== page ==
The fedora-advisory-board mailing list has a thread to discuss the policy. After a discussion period over the next several days, the intention is to submit it to the Board for a vote."
Beat writers needed
Paul Frields put out the call for writers:
"As we approach the Fedora 10 Alpha release, the Docs team finds our list of beat writers for the Release Notes is sadly outdated. We need to get it updated with people who are willing to write information on Fedora 10 changes."
Chris Tyler posted:
"Some workarounds and fixes for annoyances I've recently encountered in Fedora:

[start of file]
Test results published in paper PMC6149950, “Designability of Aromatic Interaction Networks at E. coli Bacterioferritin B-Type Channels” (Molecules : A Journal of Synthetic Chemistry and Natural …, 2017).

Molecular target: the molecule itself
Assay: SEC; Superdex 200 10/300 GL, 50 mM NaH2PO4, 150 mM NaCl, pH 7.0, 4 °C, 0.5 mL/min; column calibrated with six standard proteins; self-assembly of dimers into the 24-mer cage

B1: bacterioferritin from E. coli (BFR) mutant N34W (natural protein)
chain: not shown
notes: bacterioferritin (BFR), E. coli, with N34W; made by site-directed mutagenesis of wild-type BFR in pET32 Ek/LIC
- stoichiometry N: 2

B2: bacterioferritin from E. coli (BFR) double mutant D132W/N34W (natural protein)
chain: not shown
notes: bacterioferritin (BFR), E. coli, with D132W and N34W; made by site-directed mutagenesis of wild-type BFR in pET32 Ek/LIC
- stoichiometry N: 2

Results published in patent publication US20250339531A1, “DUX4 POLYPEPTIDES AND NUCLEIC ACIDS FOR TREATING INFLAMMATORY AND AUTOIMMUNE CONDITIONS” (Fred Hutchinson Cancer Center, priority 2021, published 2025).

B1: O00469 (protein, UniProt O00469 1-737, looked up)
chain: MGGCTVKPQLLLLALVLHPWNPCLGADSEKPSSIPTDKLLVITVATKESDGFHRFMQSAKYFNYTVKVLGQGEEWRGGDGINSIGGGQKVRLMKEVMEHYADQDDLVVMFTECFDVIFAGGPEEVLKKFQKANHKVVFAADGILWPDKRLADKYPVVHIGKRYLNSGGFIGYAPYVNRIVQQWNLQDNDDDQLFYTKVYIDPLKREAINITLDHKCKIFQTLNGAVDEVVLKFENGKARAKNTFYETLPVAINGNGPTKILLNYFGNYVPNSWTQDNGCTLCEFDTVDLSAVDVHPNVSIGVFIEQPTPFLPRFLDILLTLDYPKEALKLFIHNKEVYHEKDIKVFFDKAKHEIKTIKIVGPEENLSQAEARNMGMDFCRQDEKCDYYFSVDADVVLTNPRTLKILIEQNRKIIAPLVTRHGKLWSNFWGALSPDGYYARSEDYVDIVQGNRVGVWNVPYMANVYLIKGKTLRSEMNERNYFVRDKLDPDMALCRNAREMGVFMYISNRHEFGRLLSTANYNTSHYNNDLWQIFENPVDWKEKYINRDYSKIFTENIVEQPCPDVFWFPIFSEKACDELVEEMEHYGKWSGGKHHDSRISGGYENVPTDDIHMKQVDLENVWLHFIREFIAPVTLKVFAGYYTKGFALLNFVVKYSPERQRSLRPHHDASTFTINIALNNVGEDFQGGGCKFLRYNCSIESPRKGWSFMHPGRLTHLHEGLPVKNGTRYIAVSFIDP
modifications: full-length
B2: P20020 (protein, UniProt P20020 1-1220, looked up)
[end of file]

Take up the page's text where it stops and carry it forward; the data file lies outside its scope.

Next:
- Fedora Planet display problems in Firefox 2 (F8) and 3 (F9)
- Unable to boot from a CD using KVM"
Python dictionary optimizations
Luke Macken wrote:
"In my recent journey through the book Beautiful Code, I came across a chapter devoted to Python's dictionary implementation. I found the whole thing quite facinating, due to the sheer simplicity and power of the design. The author mentions various special-case optimizations that the Python developers cater for in the CPython dictionary implementation, which I think are valuable to share."
SELinux and Security in the 2.6.26 Kernel
James Morris discussed SELinux in the 2.6.26 kernel on his blog.
"What's new and exciting with SELinux and security in the new 2.6.26 kernel?"
Steampunk photography - a GIMP tutorial
Nicu Buculei posted on his blog: